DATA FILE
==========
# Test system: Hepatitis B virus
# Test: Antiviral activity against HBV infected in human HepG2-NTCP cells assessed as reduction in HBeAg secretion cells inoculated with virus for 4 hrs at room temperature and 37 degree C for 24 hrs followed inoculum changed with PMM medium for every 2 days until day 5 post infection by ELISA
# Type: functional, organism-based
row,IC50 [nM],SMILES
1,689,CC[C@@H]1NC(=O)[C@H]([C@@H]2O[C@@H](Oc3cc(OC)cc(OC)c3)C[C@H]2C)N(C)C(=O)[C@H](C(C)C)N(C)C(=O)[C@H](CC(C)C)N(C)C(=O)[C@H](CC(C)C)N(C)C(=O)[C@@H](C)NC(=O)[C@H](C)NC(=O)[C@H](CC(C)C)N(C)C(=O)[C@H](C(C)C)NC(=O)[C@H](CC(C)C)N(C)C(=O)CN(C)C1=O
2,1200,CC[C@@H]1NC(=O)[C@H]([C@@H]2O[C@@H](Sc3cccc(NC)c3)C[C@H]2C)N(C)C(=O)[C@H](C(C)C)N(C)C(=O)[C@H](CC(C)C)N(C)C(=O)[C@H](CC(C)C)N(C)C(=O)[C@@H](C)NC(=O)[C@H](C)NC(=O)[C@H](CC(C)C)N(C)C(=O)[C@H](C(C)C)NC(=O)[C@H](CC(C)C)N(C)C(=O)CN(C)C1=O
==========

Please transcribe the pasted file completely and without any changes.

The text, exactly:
# Test system: Hepatitis B virus
# Test: Antiviral activity against HBV infected in human HepG2-NTCP cells assessed as reduction in HBeAg secretion cells inoculated with virus for 4 hrs at room temperature and 37 degree C for 24 hrs followed inoculum changed with PMM medium for every 2 days until day 5 post infection by ELISA
# Type: functional, organism-based
row,IC50 [nM],SMILES
1,689,CC[C@@H]1NC(=O)[C@H]([C@@H]2O[C@@H](Oc3cc(OC)cc(OC)c3)C[C@H]2C)N(C)C(=O)[C@H](C(C)C)N(C)C(=O)[C@H](CC(C)C)N(C)C(=O)[C@H](CC(C)C)N(C)C(=O)[C@@H](C)NC(=O)[C@H](C)NC(=O)[C@H](CC(C)C)N(C)C(=O)[C@H](C(C)C)NC(=O)[C@H](CC(C)C)N(C)C(=O)CN(C)C1=O
2,1200,CC[C@@H]1NC(=O)[C@H]([C@@H]2O[C@@H](Sc3cccc(NC)c3)C[C@H]2C)N(C)C(=O)[C@H](C(C)C)N(C)C(=O)[C@H](CC(C)C)N(C)C(=O)[C@H](CC(C)C)N(C)C(=O)[C@@H](C)NC(=O)[C@H](C)NC(=O)[C@H](CC(C)C)N(C)C(=O)[C@H](C(C)C)NC(=O)[C@H](CC(C)C)N(C)C(=O)CN(C)C1=O